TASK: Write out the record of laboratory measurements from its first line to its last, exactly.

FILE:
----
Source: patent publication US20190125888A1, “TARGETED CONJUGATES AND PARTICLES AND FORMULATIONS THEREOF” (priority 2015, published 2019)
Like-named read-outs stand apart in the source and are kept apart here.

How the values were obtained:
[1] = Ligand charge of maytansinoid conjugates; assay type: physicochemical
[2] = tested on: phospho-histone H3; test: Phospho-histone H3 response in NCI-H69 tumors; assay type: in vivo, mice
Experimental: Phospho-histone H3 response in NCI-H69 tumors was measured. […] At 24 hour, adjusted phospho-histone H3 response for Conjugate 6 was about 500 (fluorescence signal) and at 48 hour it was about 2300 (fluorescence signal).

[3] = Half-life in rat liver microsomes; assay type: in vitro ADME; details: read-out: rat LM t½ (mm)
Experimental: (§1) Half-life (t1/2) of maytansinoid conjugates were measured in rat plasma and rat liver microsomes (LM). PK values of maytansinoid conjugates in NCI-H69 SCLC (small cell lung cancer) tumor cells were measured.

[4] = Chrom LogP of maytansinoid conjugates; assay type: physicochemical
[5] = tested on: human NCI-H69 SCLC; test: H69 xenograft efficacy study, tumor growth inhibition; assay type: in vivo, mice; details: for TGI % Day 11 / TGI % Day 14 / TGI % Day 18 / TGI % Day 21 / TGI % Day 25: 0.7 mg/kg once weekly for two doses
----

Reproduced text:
Source: patent publication US20190125888A1, “TARGETED CONJUGATES AND PARTICLES AND FORMULATIONS THEREOF” (priority 2015, published 2019)
Like-named read-outs stand apart in the source and are kept apart here.

How the values were obtained:
[1] = Ligand charge of maytansinoid conjugates; assay type: physicochemical
[2] = tested on: phospho-histone H3; test: Phospho-histone H3 response in NCI-H69 tumors; assay type: in vivo, mice
Experimental: Phospho-histone H3 response in NCI-H69 tumors was measured. […] At 24 hour, adjusted phospho-histone H3 response for Conjugate 6 was about 500 (fluorescence signal) and at 48 hour it was about 2300 (fluorescence signal).

[3] = Half-life in rat liver microsomes; assay type: in vitro ADME; details: read-out: rat LM t½ (mm)
Experimental: (§1) Half-life (t1/2) of maytansinoid conjugates were measured in rat plasma and rat liver microsomes (LM). PK values of maytansinoid conjugates in NCI-H69 SCLC (small cell lung cancer) tumor cells were measured.

[4] = Chrom LogP of maytansinoid conjugates; assay type: physicochemical
[5] = tested on: human NCI-H69 SCLC; test: H69 xenograft efficacy study, tumor growth inhibition; assay type: in vivo, mice; details: for TGI % Day 11 / TGI % Day 14 / TGI % Day 18 / TGI % Day 21 / TGI % Day 25: 0.7 mg/kg once weekly for two doses